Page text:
According to the Huffington Post's Sam Stein, Vanity Fair and the National Security News Service have been making FOIA requests to the Navy to find out about a rumored accident that occured at the main gate of a Navy base in 1964. According to the story, no documents have yet to be released due to privacy considerations.
Update: Judge Rosemary Collyer of the United States District Court for the District of Columbia has now denied the National Security News Service's request for this material saying it is exempt pursuant to FOIA exemption 6.
The Office of Information and Privacy has issued guidance in implementing Section 12 of last year's FOIA amendments. The guidance explains how to redact documents and label the exemptions used for withholdings on pages that documents are released in part. Section 12 basically codifies long standing FOIA practices and this guidance merely shows how this is to be done.
Key details about how much the government is paying the Bank of New York Mellon under a contract to keep the books on the bailout plan have been redacted. According to this story, the government hasn't actually used a FOIA exemption for this redaction. However, it appears it may be Exemption 4, confidential business information.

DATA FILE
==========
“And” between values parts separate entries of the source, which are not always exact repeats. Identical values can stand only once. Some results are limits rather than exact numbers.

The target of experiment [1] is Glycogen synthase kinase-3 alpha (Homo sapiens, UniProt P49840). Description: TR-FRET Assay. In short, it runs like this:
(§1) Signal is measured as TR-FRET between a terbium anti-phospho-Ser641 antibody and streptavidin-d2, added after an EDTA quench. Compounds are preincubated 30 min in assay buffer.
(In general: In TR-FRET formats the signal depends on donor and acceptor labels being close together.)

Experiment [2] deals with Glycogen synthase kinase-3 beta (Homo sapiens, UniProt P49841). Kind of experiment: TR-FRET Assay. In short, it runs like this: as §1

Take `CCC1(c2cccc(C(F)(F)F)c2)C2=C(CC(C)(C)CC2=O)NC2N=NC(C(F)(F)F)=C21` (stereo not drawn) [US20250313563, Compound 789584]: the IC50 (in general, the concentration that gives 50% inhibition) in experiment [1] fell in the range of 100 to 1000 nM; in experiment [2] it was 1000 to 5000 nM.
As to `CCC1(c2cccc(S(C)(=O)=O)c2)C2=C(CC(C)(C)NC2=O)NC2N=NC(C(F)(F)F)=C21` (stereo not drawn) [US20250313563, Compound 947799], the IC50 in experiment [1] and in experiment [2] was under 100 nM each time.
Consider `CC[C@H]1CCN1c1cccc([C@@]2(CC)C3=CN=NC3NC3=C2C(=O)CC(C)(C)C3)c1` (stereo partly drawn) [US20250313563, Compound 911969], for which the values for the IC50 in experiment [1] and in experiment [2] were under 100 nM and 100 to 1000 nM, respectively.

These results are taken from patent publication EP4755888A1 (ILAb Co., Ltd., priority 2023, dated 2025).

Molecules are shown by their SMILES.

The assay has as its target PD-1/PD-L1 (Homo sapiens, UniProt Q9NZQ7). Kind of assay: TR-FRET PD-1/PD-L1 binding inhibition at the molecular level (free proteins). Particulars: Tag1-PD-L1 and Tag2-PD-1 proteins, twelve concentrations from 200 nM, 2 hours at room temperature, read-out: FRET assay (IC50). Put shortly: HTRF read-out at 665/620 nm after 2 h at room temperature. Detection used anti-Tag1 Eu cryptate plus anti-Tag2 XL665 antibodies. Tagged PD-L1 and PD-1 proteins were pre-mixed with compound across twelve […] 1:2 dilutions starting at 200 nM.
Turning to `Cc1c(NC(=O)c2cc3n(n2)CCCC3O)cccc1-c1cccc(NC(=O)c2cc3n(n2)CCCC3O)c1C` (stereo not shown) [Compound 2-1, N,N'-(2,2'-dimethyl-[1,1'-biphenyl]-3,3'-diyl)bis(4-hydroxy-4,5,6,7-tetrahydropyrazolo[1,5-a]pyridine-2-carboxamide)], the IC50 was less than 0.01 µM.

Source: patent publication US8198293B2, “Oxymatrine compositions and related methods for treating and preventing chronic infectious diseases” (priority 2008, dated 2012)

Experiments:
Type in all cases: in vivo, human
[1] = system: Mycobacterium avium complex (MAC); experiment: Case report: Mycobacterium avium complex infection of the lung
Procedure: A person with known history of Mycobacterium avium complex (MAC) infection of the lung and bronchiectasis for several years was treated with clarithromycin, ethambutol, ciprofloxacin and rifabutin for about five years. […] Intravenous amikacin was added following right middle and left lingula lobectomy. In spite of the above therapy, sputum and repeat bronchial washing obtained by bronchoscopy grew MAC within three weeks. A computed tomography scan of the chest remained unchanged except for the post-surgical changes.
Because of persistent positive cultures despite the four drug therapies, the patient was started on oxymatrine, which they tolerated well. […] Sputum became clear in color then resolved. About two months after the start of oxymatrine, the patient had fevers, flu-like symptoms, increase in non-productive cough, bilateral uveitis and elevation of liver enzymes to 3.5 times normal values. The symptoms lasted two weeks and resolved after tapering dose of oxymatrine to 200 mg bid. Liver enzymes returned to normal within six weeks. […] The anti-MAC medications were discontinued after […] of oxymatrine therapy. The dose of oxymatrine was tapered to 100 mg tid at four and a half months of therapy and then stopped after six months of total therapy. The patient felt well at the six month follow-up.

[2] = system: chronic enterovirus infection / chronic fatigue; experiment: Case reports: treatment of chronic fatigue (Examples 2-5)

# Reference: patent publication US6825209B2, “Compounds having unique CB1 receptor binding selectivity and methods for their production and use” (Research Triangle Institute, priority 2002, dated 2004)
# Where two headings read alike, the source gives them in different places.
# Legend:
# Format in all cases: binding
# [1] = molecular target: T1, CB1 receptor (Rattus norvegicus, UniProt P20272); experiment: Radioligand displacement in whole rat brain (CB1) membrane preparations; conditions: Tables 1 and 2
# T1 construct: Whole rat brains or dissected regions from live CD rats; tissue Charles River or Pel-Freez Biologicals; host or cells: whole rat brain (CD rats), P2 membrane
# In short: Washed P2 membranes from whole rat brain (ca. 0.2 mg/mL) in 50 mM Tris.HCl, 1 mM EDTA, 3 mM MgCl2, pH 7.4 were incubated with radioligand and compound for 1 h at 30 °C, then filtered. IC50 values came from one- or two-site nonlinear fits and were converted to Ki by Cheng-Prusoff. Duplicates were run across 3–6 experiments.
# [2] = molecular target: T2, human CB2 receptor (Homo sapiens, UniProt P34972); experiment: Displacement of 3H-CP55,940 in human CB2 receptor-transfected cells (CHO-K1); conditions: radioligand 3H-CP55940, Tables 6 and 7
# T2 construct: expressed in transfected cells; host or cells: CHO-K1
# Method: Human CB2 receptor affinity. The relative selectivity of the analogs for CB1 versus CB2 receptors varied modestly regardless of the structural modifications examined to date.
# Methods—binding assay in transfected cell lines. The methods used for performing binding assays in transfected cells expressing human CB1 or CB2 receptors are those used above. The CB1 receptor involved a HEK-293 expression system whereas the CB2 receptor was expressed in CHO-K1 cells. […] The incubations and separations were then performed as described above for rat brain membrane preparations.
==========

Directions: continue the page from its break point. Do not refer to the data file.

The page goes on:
Hopefully, someone will contest the redactions and taxpayers will find out just how much this is costing.
The Federal Housing Finance Administration (FHFA), the entity that basically oversees Fannie Mae and Freddie Mac these days has issued these proposed FOIA rules for the FHFA. The proposed rules indicate that Fannie and Freddie records are now covered by the FOIA through requests to the FHFA.
I make many FOIA requests as part of my law practice. And I've noticed a troubling trend lately--some agencies (and no, I won't name them publicly) don't use the United States Postal Service to send out responses, they use Fedex or another delivery service. And this isn't for just FOIA releases, it is for routine letters. The cost of a letter sent through the post office is $.42, the cost of another delivery service is at least $5.00. Multiply that in the hundreds and you are talking real cash.
As a taxpayer, I just don't understand why these agencies can't just use the postal service and also, if they are worrying about timeliness, send a pdf via e-mail. It would save us all alot of money (that we don't even have in the first place).
Secrecy News reports that the Pentagon has updated its FOIA policy for requests going to the Secretary of Defense. The memo expresses that the maximum amount of information possible should be released in response to FOIA request. The report and the memo can be found here.